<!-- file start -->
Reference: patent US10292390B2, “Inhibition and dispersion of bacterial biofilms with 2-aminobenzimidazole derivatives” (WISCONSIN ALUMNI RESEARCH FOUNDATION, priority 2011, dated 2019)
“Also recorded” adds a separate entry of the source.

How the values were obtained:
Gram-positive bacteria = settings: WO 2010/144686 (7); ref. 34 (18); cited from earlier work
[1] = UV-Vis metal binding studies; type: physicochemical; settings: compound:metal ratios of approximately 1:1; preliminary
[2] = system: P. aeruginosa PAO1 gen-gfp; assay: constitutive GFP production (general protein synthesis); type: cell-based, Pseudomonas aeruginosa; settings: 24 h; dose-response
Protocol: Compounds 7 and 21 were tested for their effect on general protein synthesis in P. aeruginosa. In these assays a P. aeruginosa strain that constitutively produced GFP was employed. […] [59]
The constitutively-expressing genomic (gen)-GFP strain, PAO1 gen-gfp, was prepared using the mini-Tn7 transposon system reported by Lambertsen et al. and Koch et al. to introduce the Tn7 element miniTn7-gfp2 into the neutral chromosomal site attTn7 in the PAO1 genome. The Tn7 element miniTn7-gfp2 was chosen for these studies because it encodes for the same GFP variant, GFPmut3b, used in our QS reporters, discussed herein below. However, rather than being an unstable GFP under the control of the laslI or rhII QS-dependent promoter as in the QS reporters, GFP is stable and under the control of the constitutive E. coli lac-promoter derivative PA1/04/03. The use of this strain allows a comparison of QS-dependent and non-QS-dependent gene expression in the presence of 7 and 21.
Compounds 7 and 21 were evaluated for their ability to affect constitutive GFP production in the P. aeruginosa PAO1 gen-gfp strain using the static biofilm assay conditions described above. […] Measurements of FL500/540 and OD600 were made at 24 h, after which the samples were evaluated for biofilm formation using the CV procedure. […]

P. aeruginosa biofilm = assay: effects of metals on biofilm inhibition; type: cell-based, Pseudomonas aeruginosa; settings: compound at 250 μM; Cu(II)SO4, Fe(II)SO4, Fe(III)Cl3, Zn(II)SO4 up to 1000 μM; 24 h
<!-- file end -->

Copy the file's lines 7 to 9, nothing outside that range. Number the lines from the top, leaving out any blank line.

Protocol: Compounds 7 and 21 were tested for their effect on general protein synthesis in P. aeruginosa. In these assays a P. aeruginosa strain that constitutively produced GFP was employed. […] [59]
The constitutively-expressing genomic (gen)-GFP strain, PAO1 gen-gfp, was prepared using the mini-Tn7 transposon system reported by Lambertsen et al. and Koch et al. to introduce the Tn7 element miniTn7-gfp2 into the neutral chromosomal site attTn7 in the PAO1 genome. The Tn7 element miniTn7-gfp2 was chosen for these studies because it encodes for the same GFP variant, GFPmut3b, used in our QS reporters, discussed herein below. However, rather than being an unstable GFP under the control of the laslI or rhII QS-dependent promoter as in the QS reporters, GFP is stable and under the control of the constitutive E. coli lac-promoter derivative PA1/04/03. The use of this strain allows a comparison of QS-dependent and non-QS-dependent gene expression in the presence of 7 and 21.
Compounds 7 and 21 were evaluated for their ability to affect constitutive GFP production in the P. aeruginosa PAO1 gen-gfp strain using the static biofilm assay conditions described above. […] Measurements of FL500/540 and OD600 were made at 24 h, after which the samples were evaluated for biofilm formation using the CV procedure. […]